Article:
Edited By Dirk Göttsche
Gabriele Neher and Jonathan Tallant – The Philosophy of Time and the Implications from Renaissance Art
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GABRIELE NEHER AND JONATHAN TALLANT
The Philosophy of Time and the Implications from Renaissance Art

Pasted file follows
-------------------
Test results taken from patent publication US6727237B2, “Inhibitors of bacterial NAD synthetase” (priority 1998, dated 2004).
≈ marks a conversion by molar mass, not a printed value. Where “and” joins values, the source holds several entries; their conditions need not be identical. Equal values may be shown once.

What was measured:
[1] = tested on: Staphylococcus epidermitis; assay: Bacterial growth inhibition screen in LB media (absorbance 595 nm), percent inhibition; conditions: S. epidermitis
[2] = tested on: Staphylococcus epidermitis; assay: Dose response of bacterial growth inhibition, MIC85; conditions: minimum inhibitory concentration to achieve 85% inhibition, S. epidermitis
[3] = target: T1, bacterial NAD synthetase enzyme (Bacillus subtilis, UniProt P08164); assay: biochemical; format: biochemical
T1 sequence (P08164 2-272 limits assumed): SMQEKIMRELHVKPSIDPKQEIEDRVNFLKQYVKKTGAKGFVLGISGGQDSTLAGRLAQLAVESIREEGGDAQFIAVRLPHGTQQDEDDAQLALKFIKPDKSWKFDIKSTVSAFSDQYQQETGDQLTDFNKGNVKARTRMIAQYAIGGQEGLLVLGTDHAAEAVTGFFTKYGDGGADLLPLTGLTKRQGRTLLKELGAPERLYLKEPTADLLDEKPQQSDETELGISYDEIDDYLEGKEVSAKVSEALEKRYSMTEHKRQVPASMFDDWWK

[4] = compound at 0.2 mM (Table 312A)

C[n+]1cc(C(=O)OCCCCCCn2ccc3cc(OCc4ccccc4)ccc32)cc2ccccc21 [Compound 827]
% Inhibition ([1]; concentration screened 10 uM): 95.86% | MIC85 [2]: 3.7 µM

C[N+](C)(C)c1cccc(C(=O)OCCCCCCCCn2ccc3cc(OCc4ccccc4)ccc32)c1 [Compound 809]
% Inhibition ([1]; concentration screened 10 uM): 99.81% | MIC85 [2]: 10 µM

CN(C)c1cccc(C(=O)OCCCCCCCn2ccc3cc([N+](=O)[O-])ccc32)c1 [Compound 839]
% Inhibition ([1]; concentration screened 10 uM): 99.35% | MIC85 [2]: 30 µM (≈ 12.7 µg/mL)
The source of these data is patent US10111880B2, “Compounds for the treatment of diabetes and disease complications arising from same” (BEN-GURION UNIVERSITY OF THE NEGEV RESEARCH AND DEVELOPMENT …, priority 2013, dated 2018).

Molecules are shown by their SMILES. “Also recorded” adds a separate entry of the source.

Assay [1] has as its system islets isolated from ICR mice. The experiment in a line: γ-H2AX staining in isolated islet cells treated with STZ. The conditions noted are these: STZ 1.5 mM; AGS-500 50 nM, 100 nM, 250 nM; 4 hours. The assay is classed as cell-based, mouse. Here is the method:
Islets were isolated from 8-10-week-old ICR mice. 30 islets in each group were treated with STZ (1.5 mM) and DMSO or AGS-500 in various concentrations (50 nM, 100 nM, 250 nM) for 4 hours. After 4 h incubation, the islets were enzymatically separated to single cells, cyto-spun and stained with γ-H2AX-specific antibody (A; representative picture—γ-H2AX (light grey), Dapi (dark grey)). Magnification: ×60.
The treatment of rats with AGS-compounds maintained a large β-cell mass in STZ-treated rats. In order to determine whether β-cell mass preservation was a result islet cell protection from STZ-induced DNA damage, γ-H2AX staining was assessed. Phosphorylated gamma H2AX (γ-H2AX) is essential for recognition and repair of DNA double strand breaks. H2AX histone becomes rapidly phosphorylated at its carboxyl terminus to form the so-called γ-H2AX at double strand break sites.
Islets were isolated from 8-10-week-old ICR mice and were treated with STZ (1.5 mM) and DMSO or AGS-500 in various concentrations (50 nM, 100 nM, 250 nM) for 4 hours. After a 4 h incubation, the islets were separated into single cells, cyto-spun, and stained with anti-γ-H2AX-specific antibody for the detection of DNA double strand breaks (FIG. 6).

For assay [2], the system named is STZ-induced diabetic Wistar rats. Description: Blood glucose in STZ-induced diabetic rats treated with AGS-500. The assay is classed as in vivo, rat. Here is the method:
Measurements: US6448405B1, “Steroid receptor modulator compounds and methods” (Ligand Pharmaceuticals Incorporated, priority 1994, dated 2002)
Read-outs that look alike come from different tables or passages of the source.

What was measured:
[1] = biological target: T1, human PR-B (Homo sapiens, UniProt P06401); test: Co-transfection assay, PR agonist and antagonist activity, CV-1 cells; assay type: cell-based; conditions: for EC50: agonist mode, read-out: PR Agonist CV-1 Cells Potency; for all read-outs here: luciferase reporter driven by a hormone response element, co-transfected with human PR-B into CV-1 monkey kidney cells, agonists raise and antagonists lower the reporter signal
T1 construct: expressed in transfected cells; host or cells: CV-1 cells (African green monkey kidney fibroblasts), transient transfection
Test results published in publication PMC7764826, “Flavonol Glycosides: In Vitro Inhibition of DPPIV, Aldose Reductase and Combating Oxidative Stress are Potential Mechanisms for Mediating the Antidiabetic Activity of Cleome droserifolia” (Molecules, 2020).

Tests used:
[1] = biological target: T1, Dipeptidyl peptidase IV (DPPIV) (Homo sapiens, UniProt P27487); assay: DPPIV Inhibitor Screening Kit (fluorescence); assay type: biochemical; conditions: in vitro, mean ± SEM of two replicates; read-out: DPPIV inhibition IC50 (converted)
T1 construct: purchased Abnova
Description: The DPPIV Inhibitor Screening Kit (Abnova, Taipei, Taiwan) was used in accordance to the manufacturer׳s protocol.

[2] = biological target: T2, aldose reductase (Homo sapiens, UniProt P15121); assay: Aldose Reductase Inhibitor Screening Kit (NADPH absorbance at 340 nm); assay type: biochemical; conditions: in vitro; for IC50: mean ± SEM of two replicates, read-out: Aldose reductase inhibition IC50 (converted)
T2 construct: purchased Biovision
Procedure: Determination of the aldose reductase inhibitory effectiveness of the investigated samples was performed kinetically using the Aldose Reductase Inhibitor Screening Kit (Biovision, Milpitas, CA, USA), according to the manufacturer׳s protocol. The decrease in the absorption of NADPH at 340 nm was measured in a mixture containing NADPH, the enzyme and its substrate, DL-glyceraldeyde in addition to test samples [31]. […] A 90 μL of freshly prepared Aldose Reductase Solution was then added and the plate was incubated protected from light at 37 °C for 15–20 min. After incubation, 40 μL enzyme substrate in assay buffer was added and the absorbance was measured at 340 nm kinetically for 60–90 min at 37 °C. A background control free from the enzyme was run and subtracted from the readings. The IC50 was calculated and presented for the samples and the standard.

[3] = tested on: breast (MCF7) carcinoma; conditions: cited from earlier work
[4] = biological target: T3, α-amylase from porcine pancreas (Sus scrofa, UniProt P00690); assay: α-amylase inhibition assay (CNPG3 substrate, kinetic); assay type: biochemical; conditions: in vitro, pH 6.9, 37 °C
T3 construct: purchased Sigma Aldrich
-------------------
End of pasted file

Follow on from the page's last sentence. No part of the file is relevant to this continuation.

Our focus in this paper is the conception of time suggested by Renaissance artworks. For the purposes of this paper, we define the Renaissance both as a (European) cultural phenomenon and way of thinking, but also chronologically, c. 1350–1600; also, for ease of discussion, this paper looks at just a handful of case studies to invite further debate. Our interest in this question is driven by (at least) four different concerns. The first is an intrinsic interest in the subject of representations of time during the Renaissance: we think it of fundamental interest to understand more about Renaissance perceptions of time and the articulation of these ideas through the medium of art, especially art concerned with telling sacred and profane istorie. Indeed, we think that, as other items in this volume reveal, the connection between the artistic and the conceptual is most vivid and we see ourselves ploughing a very similar furrow as a number of other papers in the volume. Whereas this is a burgeoning field of interest for art historians, we find that while there is research that is concerned with individual case studies, to date there is little that attempts to try and catalogue the different ways in which time (or temporality) was represented from the point of view of philosophical engagement with models of time and temporality. ← 27...
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